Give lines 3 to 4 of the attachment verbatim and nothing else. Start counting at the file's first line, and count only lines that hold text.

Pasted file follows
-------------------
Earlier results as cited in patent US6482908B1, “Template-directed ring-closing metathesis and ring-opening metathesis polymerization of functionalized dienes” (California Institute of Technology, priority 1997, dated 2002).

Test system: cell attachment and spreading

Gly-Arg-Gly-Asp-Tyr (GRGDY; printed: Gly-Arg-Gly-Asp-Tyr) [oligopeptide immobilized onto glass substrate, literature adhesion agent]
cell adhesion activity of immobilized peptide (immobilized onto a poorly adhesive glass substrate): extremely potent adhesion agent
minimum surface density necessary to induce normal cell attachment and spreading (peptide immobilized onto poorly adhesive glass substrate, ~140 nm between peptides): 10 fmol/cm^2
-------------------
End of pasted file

Gly-Arg-Gly-Asp-Tyr (GRGDY; printed: Gly-Arg-Gly-Asp-Tyr) [oligopeptide immobilized onto glass substrate, literature adhesion agent]
cell adhesion activity of immobilized peptide (immobilized onto a poorly adhesive glass substrate): extremely potent adhesion agent